David Bourget (Western Ontario)
David Chalmers (ANU, NYU)
Rafael De Clercq
Jack Alan Reynolds
Learn more about PhilPapers
Philosophical Psychology 20 (1):1 – 27 (2007)
Despite a wealth of data we still have no clear idea what color experiences represent. In fact, color experiences vary with so many factors that it has been claimed that they do not represent anything at all. The primary challenge for any representational account of color experience is to accommodate the various psychophysical results that demonstrate that color appearance depends not only on the spectral nature of the target but also on the spectral, spatial and figural nature of the surround. A number of theorists have proposed that this dependence is an aspect of the visual system's constancy mechanism. However this does not in and of itself tell us what, if anything, is represented in color experience. Ultimately the answer to this question will be informed by one's theory of representational content. I will argue that adopting a molecular scheme of representation enables the development of an account of the represented object of color experience that can do justice to the psychophysical data.
|Keywords||No keywords specified (fix it)|
|Categories||categorize this paper)|
Setup an account with your affiliations in order to access resources via your University's proxy server
Configure custom proxy (use this if your affiliation does not provide a proxy)
|Through your library|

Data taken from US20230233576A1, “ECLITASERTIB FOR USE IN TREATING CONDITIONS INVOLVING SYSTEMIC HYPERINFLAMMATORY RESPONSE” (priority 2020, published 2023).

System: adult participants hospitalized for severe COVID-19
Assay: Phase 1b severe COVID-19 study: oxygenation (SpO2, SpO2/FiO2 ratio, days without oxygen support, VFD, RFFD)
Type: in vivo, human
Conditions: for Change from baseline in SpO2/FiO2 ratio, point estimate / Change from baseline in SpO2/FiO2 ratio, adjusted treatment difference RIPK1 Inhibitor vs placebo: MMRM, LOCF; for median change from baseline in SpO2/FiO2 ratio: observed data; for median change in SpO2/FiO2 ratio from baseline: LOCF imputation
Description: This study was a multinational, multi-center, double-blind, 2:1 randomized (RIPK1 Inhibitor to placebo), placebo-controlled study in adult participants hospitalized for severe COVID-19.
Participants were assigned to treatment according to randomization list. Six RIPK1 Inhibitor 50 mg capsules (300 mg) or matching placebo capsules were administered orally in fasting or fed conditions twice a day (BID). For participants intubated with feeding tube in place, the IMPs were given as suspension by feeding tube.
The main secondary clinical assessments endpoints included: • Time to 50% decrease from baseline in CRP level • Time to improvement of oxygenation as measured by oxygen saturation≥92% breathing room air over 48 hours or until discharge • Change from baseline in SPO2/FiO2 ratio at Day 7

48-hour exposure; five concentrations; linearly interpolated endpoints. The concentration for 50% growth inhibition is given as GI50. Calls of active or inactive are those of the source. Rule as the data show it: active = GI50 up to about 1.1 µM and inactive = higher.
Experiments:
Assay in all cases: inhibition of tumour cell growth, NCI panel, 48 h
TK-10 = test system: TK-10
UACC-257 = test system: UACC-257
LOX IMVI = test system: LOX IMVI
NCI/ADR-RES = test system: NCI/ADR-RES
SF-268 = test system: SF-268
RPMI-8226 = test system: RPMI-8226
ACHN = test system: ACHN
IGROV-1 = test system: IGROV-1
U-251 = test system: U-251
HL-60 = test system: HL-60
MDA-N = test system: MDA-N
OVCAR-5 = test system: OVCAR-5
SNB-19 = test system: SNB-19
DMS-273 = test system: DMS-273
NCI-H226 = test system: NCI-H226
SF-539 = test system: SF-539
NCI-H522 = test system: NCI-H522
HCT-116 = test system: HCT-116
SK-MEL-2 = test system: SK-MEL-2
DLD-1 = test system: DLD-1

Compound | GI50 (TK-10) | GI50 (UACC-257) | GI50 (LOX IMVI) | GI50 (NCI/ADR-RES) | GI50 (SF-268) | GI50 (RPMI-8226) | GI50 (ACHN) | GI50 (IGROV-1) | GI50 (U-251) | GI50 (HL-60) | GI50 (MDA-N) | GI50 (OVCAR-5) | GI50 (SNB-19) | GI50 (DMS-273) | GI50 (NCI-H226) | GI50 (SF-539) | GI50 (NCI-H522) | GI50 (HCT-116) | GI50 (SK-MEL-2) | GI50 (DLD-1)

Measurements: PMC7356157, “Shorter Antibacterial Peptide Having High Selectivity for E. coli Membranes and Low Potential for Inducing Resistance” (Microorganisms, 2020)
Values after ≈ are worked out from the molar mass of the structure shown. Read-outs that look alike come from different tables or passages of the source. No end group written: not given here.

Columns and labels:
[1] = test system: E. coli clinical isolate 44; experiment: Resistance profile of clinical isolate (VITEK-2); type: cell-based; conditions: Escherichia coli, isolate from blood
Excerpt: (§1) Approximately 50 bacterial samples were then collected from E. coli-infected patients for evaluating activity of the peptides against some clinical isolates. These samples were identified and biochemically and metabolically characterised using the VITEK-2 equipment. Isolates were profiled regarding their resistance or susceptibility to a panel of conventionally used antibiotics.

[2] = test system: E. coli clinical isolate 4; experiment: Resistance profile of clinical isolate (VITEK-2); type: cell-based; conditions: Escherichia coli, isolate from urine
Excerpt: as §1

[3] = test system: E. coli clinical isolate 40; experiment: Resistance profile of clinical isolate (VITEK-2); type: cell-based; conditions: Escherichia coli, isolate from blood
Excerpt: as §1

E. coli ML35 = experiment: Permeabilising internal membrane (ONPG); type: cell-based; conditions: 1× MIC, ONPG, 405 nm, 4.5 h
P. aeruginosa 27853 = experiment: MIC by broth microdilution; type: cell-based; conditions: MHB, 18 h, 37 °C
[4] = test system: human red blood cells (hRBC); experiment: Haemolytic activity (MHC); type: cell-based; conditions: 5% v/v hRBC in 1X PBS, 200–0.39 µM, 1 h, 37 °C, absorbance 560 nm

References found in this work BETA
Kathleen Akins & Martin Hahn (2000). Color Perception: Philosophical, Psychological, Artistic, and Computational Perspectives. New York: Oxford University Press.
R. Beau Lotto (2002). The Empirical Basis of Color Perception. Consciousness and Cognition 11 (4):609-629.
Alex Byrne & David R. Hilbert (2004). Comments and Criticism. Journal of Philosophy 101 (1):37-43.
Paul M. Churchland (2005). Chimerical Colors: Some Phenomenological Predictions From Cognitive Neuroscience. Philosophical Psychology 18 (5):527-560.
Paul M. Churchland (1981). Eliminative Materialism and the Propositional Attitudes. Journal of Philosophy 78 (February):67-90.
Citations of this work BETA
No citations found.
Similar books and articles
Sydney Shoemaker (1996). Color, Subjective Reactions, and Qualia. In Enrique Villanueva (ed.), Philosophical Issues. Atascadero: Ridgeview. 55-66.
Edward Averill (2012). The Phenomenological Character of Color Perception. Philosophical Studies 157 (1):27-45.
Wayne Wright (2003). Projectivist Representationalism and Color. Philosophical Psychology 16 (4):515-529.
Stephen E. Palmer (1999). On Qualia, Relations, and Structure in Color Experience. Behavioral and Brain Sciences 22 (6):976-985.
John Campbell (2005). Transparency Vs. Revelation in Color Perception. Philosophical Topics 33 (1):105-115.
Vincent A. Billock & Brian H. Tsou (2004). Color, Qualia, and Psychophysical Constraints on Equivalence of Color Experience. Behavioral and Brain Sciences 27 (1):164-165.
Joseph Levine (2006). Color and Color Experience: Colors as Ways of Appearing. Dialectica 60 (3):269-282.
Eric M. Rubenstein, Color. Internet Encyclopedia of Philosophy.
Mohan Matthen (2010). Color Experience: A Semantic Theory. In Jonathan Cohen & Mohan Matthen (eds.), Color Ontology and Color Science. MIT Press. 67--90.
Ian Gold (2001). Spatial Location in Color Vision. Consciousness and Cognition 10 (1):59-62.
Added to index2009-01-28
Total downloads28 ( #64,992 of 1,099,562 )
Recent downloads (6 months)4 ( #87,413 of 1,099,562 )
How can I increase my downloads?